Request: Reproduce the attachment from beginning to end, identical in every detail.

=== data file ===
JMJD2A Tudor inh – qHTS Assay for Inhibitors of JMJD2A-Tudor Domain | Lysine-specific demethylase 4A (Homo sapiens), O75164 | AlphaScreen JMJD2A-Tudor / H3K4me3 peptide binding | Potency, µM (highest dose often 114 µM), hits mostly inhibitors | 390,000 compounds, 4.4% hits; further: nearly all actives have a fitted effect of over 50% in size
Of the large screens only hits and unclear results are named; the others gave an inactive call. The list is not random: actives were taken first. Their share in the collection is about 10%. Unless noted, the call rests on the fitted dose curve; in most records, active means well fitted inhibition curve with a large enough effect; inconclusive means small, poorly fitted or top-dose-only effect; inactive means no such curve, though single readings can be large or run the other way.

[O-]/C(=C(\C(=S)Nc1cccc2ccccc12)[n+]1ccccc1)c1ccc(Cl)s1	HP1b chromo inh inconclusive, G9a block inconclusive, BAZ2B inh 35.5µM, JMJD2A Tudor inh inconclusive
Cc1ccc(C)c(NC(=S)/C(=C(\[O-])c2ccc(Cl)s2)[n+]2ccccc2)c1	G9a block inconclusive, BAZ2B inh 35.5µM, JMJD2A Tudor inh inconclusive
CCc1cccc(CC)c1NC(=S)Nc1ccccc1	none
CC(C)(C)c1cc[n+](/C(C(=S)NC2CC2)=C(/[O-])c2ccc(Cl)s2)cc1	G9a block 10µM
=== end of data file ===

JMJD2A Tudor inh – qHTS Assay for Inhibitors of JMJD2A-Tudor Domain | Lysine-specific demethylase 4A (Homo sapiens), O75164 | AlphaScreen JMJD2A-Tudor / H3K4me3 peptide binding | Potency, µM (highest dose often 114 µM), hits mostly inhibitors | 390,000 compounds, 4.4% hits; further: nearly all actives have a fitted effect of over 50% in size
Of the large screens only hits and unclear results are named; the others gave an inactive call. The list is not random: actives were taken first. Their share in the collection is about 10%. Unless noted, the call rests on the fitted dose curve; in most records, active means well fitted inhibition curve with a large enough effect; inconclusive means small, poorly fitted or top-dose-only effect; inactive means no such curve, though single readings can be large or run the other way.

[O-]/C(=C(\C(=S)Nc1cccc2ccccc12)[n+]1ccccc1)c1ccc(Cl)s1	HP1b chromo inh inconclusive, G9a block inconclusive, BAZ2B inh 35.5µM, JMJD2A Tudor inh inconclusive
Cc1ccc(C)c(NC(=S)/C(=C(\[O-])c2ccc(Cl)s2)[n+]2ccccc2)c1	G9a block inconclusive, BAZ2B inh 35.5µM, JMJD2A Tudor inh inconclusive
CCc1cccc(CC)c1NC(=S)Nc1ccccc1	none
CC(C)(C)c1cc[n+](/C(C(=S)NC2CC2)=C(/[O-])c2ccc(Cl)s2)cc1	G9a block 10µM